UUID v2 is unspecified, so no official generator can be given.

Instead, consider UUID v4, UUID v1, or other ID generators.

What is different about UUID v2

UUID v2 is a variant of UUID v1, which is a timestamp-based UUID.

However, as presented in RFC 4122, no specific implementation is provided.

UUID v2 should be avoided in favor of its more commonly used alternatives, like UUID v1 and UUID v4.

What is a UUID?

A UUID is a Universally Unique IDentifier. It is a 128-bit number used to uniquely identify something. It is usually represented as a 32-character hexadecimal string with hyphens.

UUIDs come in several versions. The most frequent is v4, which is randomly generated. This is the version used by this page.

Why use UUIDs?

UUIDs are meant to be Universally Unique. This means you should be able to generate a UUID anywhere and be confident that it will not collide with another UUID generated anywhere else.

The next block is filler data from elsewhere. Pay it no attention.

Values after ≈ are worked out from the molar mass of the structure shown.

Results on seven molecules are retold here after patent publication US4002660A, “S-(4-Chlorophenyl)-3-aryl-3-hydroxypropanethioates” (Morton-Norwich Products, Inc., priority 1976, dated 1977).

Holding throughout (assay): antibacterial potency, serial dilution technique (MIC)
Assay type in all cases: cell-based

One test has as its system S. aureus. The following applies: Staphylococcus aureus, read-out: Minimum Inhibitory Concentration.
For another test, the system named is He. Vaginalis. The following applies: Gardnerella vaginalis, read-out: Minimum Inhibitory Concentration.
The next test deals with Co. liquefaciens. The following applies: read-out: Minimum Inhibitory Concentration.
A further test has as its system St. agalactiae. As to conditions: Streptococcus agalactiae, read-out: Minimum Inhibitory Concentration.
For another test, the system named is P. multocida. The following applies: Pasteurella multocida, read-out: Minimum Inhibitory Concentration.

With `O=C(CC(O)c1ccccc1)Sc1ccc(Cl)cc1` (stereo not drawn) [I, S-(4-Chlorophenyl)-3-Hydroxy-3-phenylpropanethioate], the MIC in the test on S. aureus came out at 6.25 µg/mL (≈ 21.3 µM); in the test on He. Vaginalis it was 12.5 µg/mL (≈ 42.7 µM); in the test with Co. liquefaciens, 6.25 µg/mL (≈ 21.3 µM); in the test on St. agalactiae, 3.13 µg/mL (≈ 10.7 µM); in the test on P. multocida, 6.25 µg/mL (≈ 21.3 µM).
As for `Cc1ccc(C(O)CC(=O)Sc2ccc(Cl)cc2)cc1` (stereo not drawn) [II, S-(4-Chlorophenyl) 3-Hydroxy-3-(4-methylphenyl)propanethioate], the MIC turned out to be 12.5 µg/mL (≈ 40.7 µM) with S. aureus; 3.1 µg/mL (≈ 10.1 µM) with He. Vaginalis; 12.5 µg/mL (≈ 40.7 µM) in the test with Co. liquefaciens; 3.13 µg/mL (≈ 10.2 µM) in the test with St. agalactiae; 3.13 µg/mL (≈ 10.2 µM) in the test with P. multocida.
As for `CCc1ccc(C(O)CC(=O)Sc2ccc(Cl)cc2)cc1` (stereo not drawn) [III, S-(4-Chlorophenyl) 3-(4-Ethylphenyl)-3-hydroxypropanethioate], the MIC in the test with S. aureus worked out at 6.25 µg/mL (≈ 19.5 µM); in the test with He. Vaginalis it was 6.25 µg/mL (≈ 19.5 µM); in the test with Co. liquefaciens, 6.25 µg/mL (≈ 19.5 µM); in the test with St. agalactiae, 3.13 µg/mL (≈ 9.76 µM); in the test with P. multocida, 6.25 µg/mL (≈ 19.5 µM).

UUIDs are also instantly recognizable as IDs. This makes them easy to pick out in logs or other text.

Some databases (for example, Postgres) can also efficiently represent UUIDs as 128 bit integers instead of 288 bit strings. This makes them suitable for use as primary keys without a significant performance penalty.

What are some negatives of UUIDs?

UUIDs are not guaranteed to be unique, instead they are given a certain (typically very low) probability of collision. The probability of generating two UUIDs (especially v4 or v7) that collide is very low, but not zero.

UUIDs can also leak information about the underlying system that generated them. For example, the MAC address of the network interface card can be used to generate a UUID. This can be used to track a device across networks.

There are several alternatives to UUIDs with various tradeoffs. For a review, see our article (coming soon).